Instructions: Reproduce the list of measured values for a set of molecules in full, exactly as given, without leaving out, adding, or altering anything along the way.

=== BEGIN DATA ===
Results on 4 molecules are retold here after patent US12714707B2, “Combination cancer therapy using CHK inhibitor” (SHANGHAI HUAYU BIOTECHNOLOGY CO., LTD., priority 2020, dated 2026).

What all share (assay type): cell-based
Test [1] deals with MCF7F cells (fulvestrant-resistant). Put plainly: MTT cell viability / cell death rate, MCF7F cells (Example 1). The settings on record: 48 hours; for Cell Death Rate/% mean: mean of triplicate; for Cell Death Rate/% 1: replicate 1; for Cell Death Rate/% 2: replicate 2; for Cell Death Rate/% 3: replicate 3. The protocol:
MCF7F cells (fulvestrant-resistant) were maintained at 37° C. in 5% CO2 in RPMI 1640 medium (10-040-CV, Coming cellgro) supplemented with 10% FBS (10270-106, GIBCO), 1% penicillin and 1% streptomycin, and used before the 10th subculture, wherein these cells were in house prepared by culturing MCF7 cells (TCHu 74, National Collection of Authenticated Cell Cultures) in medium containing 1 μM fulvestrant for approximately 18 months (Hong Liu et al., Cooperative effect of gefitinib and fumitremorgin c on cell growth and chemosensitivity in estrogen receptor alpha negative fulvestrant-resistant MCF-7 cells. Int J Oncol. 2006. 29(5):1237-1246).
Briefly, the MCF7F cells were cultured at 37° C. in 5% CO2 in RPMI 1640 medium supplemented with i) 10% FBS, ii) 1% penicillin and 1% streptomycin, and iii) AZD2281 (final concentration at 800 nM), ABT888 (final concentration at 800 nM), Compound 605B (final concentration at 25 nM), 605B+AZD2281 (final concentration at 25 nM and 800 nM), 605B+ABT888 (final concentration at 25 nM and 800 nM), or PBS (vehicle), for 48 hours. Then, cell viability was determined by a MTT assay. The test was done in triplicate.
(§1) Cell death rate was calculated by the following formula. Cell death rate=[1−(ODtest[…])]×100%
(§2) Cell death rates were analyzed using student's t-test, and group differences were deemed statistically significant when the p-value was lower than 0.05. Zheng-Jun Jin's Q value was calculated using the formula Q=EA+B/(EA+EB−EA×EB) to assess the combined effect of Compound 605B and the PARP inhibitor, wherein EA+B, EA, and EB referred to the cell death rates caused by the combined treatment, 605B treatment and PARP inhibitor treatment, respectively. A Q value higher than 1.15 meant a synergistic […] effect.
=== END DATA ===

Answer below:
Results on 4 molecules are retold here after patent US12714707B2, “Combination cancer therapy using CHK inhibitor” (SHANGHAI HUAYU BIOTECHNOLOGY CO., LTD., priority 2020, dated 2026).

What all share (assay type): cell-based
Test [1] deals with MCF7F cells (fulvestrant-resistant). Put plainly: MTT cell viability / cell death rate, MCF7F cells (Example 1). The settings on record: 48 hours; for Cell Death Rate/% mean: mean of triplicate; for Cell Death Rate/% 1: replicate 1; for Cell Death Rate/% 2: replicate 2; for Cell Death Rate/% 3: replicate 3. The protocol:
MCF7F cells (fulvestrant-resistant) were maintained at 37° C. in 5% CO2 in RPMI 1640 medium (10-040-CV, Coming cellgro) supplemented with 10% FBS (10270-106, GIBCO), 1% penicillin and 1% streptomycin, and used before the 10th subculture, wherein these cells were in house prepared by culturing MCF7 cells (TCHu 74, National Collection of Authenticated Cell Cultures) in medium containing 1 μM fulvestrant for approximately 18 months (Hong Liu et al., Cooperative effect of gefitinib and fumitremorgin c on cell growth and chemosensitivity in estrogen receptor alpha negative fulvestrant-resistant MCF-7 cells. Int J Oncol. 2006. 29(5):1237-1246).
Briefly, the MCF7F cells were cultured at 37° C. in 5% CO2 in RPMI 1640 medium supplemented with i) 10% FBS, ii) 1% penicillin and 1% streptomycin, and iii) AZD2281 (final concentration at 800 nM), ABT888 (final concentration at 800 nM), Compound 605B (final concentration at 25 nM), 605B+AZD2281 (final concentration at 25 nM and 800 nM), 605B+ABT888 (final concentration at 25 nM and 800 nM), or PBS (vehicle), for 48 hours. Then, cell viability was determined by a MTT assay. The test was done in triplicate.
(§1) Cell death rate was calculated by the following formula. Cell death rate=[1−(ODtest[…])]×100%
(§2) Cell death rates were analyzed using student's t-test, and group differences were deemed statistically significant when the p-value was lower than 0.05. Zheng-Jun Jin's Q value was calculated using the formula Q=EA+B/(EA+EB−EA×EB) to assess the combined effect of Compound 605B and the PARP inhibitor, wherein EA+B, EA, and EB referred to the cell death rates caused by the combined treatment, 605B treatment and PARP inhibitor treatment, respectively. A Q value higher than 1.15 meant a synergistic […] effect.